Ask “Mr. Music”
Jerry Osborne


DEAR JERRY: Several years ago after Ray Charles died, one of his albums reached No. 1 on the national charts.

Somewhere along the way, I heard or read that if Ray had lived to see his LP hit No. 1 he would have been the oldest living person to accomplish that.

Since Brother Ray didn't quite make it, who is the artist holding this distinction?
—Richie Johansson, York, Pa.

DEAR RICHIE: Yours is an interesting question; however, in Ray's case the scenario you suggest may not have occurred had he lived.

Charles died of liver failure, June 10, 2004, and in a little less than three months “Genius Loves Company” (Concord 2248) entered the charts.

Had Ray lived at least until March 5, 2005, when this collection of a dozen duets reached No. 1, he would have been 74 — and the oldest living artist topping the album charts.

Still, sales of “Genius Loves Company,” as well as two other Top 10 compilations: “The Very Best of Ray Charles” (Rhino 79822) and “Ray Charles Anthology” (Rhino 75759), were clearly fueled by Ray's passing.

So the reigning chart-topping senior citizen is Bob Dylan, who, for one week earlier this year (May 9-16), held the No. 1 position with “Together Through Life” — not just in the U.S., but in at least 18 countries spanning the globe.

Dylan was 67 during his week at the top, though he turned 68 a mere eight days later (May 24). By then, his album dropped to No. 5 after holding the top spot for just one week.

Bob Dylan has many enduring claims to fame; however, he wore this fleeting crown for just four months.

On September 19, in a surprise as shocking as anything the music world has seen, “We'll Meet Again - The Very Best of Vera Lynn” took over the No. 1 spot in the UK.

Though a British icon, Vera Lynn is also well known in the USA, with several stateside hits to her credit, from as early as 1948 (“You Can't Be True Dear”) through '67 (“It Hurts to Say Goodbye”), including the top-selling record of the summer of 1952, “Auf Wiederseh'n Sweetheart.”

Inconceivably, the 23-track “We'll Meet Again - The Very Best of Vera Lynn” CD does not include her worldwide smash, “Auf Wiederseh'n Sweetheart.” Arrgh! How is her most famous song not among her “very best”?

Oh yeah, my favorite Vera Lynn tune, “It Hurts to Say Goodbye” (1967) isn't on that “Best Of” album either.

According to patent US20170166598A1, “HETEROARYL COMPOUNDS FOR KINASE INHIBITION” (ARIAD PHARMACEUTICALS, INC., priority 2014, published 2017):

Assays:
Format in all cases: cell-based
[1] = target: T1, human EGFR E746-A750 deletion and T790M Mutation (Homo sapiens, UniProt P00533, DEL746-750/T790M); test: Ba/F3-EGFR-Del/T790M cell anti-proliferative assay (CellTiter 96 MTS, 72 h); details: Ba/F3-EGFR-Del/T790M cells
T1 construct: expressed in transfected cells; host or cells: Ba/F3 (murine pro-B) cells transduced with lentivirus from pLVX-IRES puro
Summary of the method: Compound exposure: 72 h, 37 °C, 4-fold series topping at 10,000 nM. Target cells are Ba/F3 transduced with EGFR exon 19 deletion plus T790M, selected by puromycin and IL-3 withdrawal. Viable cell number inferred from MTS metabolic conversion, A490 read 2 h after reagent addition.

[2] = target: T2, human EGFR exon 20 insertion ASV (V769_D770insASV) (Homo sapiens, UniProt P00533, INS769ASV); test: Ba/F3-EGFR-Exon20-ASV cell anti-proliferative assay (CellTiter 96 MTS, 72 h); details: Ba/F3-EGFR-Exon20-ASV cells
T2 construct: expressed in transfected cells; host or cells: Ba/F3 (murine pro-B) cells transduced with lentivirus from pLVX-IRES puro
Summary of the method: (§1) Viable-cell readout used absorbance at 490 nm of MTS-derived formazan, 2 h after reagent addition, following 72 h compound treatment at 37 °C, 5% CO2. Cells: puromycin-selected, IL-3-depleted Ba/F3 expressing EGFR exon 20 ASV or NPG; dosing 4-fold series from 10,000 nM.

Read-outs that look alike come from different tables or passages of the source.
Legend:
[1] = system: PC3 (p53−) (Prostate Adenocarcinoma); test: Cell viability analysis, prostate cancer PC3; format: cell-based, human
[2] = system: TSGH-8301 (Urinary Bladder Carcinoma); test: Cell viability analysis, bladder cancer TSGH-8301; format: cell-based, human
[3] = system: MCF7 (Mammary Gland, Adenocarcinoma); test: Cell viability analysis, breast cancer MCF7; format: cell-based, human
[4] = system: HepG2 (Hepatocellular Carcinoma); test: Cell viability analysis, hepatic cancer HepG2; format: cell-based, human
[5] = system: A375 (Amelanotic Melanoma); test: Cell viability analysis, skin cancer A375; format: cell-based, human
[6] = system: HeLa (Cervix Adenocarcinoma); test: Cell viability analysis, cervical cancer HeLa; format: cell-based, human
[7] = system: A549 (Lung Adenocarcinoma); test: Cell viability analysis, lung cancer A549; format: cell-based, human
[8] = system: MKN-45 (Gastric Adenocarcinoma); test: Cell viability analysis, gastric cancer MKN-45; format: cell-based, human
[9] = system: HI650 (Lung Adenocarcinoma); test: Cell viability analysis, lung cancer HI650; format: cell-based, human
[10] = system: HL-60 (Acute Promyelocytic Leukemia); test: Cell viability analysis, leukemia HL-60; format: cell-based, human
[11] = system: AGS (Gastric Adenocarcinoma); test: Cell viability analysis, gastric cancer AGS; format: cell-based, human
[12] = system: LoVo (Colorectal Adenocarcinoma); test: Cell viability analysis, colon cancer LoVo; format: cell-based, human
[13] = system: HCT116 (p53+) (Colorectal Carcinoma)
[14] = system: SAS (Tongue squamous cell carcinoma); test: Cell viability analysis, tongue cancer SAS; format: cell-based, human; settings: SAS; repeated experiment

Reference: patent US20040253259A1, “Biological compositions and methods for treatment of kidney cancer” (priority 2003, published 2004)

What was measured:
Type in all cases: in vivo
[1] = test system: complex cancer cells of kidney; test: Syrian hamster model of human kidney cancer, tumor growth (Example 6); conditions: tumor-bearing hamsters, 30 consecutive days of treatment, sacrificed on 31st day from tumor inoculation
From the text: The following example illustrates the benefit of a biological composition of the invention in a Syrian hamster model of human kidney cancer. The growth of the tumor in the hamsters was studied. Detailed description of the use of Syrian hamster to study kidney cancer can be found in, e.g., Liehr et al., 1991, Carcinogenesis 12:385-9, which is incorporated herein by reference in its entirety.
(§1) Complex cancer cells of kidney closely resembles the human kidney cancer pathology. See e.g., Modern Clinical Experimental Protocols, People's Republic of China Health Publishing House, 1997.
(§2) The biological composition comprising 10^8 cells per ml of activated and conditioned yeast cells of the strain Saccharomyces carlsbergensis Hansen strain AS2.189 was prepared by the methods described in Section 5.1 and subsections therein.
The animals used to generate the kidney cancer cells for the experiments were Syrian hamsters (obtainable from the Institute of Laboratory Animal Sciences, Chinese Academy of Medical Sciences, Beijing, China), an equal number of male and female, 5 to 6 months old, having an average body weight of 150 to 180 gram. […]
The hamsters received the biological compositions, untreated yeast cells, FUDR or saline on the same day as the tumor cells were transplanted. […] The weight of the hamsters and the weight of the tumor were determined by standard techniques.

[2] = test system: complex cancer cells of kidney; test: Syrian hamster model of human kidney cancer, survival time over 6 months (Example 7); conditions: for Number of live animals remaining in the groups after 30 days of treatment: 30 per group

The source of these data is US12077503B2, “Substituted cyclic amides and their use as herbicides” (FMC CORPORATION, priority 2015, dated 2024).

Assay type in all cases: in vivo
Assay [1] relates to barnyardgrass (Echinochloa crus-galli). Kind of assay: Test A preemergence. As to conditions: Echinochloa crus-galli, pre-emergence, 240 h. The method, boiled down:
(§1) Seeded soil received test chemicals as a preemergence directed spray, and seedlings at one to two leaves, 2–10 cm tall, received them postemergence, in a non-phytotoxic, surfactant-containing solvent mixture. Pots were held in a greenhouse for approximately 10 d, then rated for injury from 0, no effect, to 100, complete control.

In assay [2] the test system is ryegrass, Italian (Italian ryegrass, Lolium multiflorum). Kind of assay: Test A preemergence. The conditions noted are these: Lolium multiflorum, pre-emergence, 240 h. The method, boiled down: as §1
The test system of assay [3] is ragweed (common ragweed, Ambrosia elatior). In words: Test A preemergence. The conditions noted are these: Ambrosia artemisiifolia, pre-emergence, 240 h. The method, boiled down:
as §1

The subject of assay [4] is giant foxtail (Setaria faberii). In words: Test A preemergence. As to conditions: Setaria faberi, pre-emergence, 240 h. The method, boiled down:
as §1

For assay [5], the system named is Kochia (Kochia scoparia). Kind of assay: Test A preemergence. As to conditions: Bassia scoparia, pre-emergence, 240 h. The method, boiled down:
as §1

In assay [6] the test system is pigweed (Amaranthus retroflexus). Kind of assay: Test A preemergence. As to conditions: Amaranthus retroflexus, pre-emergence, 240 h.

To be clear, I am not confusing “We'll Meet Again” with “Auf Wiederseh'n Sweetheart,” simply because the latter makes prominent use of the line “we'll meet again.” They are two completely different recordings.

Born March 20, 1917, this spry 92-year-old sitting atop the albums chart could easily have a son older than Bob Dylan, now with runner-up status in Britain, but not the U.S. Vera's album has yet to be issued here.

In 1975, long before compact discs and a return to chart supremacy, knighthood called and Vera was appointed Dame Commander of the Order of the British Empire, by Sovereign of the Order, Queen Elizabeth II.

As for Dame Vera Lynn's recent sales achievement, it is not likely to be topped by anyone, unless Bob Dylan is both alive and on the charts in 2033, or later.

IZ ZAT SO? In 1952, Vera Lynn's “Auf Wiederseh'n Sweetheart” made history on both sides of the Atlantic.

Here, Vera became the first British born singer to top the American charts. Meanwhile, in her homeland, she was the only Brit in Britain's Top 10!

Lynn is also the first person ever to have more than one single in the UK Top 10, a somewhat common event years later for acts like Elvis and the Beatles.

Vera's 57-year chart span (1952-2009), from first appearance to most recent, is one more accomplishment not likely to ever be equaled.

Considering Vera's popularity began in 1935, the only reason Lynn's span isn't 74 years is that Britain did not have a top hits survey until the New Musical Express debuted, November 12, 1952.

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